Ontario Weather Review - October 2006
October may be the first full month of fall, but Old Man Winter struck hard and early. Some Ontario communities are still reeling from the one-two punch they experienced that month.
On October 12, the snow started falling in Fort Erie and didn't stop until 30 centimetres had been dumped in that one day. Not only was this a single-day record for snowfall for October for Fort Erie, it was also a monthly record there for October. The other noteworthy snowfall was in North Bay. Their snowfall season also started on October 12, but it continued for two more days, resulting in a total accumulation of 38.3 centimetres. This was the earliest a snowfall of this magnitude had ever been recorded there, but to top it off the snow continued to pummel North Bay. The last weekend of the month, another 33 centimetres was recorded. The first snowfall alone almost broke the previous monthly record amount for North Bay, but with all the additional snow the records have been rewritten a few times over. As well, during the last two days of the month, a disturbance over Northwestern Ontario dumped enough snow on Red Lake to surpass its previous snowfall record for October, set in 2001.
Rainfall also was noteworthy in October. Locations in southern and eastern Ontario received so much rain that the previous rainfall records set back in 1954, with Hurricane Hazel, and in 1955, with Hurricane Katie, were threatened. October 2006 was the second wettest October ever for Trenton, North Bay and Wiarton, the third wettest ever in London and the fourth wettest historically in Toronto.
Despite perceptions that October was a cold month, temperatures were generally near normal or slightly below normal across the province. The month felt colder due to the fact that gusty winds often accompanied the below-normal temperatures.
In many locations, it felt like Mother Nature decided to skip a month and head right into November. As was mentioned above, unprecedented amounts of lake-effect snow caused major disruptions to communities along the southern tier of the Niagara Peninsula from the afternoon hours of October 12 into midday on October 13. The unseasonably cold air that moved over Lake Erie and caused the historic snowfall amounts to portions of the Niagara Peninsula was driven southward by a large low pressure system north of Lake Superior. This large low pressure system entered the province from Manitoba on October 10 and continued to spin over areas to the north of Lake Nipigon until October 14, when it finally moved off to the northeast. Snow fell fairly steadily from October 10-14 over communities to the north of Lake Nipigon in association with this low.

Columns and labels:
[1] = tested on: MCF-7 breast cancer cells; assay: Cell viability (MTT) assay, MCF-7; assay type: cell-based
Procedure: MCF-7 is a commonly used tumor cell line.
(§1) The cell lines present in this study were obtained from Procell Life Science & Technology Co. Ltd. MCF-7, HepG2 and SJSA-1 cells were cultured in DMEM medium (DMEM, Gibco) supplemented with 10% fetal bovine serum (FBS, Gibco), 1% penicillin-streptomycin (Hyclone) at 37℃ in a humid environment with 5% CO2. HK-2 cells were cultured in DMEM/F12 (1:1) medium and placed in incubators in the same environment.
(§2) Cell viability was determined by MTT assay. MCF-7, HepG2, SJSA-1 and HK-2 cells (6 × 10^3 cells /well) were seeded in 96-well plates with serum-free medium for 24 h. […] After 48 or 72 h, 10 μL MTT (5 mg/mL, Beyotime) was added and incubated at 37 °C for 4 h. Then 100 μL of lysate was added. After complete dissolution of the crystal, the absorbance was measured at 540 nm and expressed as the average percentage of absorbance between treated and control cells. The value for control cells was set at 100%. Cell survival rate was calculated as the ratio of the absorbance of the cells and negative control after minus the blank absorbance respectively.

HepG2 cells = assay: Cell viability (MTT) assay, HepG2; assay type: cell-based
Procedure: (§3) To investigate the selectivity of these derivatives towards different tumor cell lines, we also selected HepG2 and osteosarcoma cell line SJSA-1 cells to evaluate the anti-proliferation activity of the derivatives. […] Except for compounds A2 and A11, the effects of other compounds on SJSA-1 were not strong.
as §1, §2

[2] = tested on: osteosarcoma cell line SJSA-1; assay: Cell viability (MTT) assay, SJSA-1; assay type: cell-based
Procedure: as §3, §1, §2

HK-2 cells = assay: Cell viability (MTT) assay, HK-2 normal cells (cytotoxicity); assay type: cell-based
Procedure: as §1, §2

Another intense low pressure system moved through Southern and Central Ontario on October 28, bringing with it heavy, wet snow to locations in the Parry Sound district, portions of Algonquin Park and northward into the Sudbury and North Bay areas. Gusty west-to-northwest winds followed on the heels of this low pressure system for a good portion of October 29, causing downed trees and some power disruptions to portions of Southern Ontario. A number of locations experienced wind gusts in the 70-90 kilometres-per-hour range.
Work has also been continuing in the studies of the two major summer severe weather events in Ontario this past summer, the storms of July 17 and August 2. Further review of eyewitness accounts, damage photographs and radar imagery has led to the confirmation of a 10th tornado on August 2 in the Myers Cave area, to the east of Cloyne, in Eastern Ontario. This brings the total number of tornadoes this season in Ontario to 19. During an average season, Ontario experiences 14 tornadoes.
Unusual precipitation readings (in millimetres):
Record snowfall readings (in centimetres):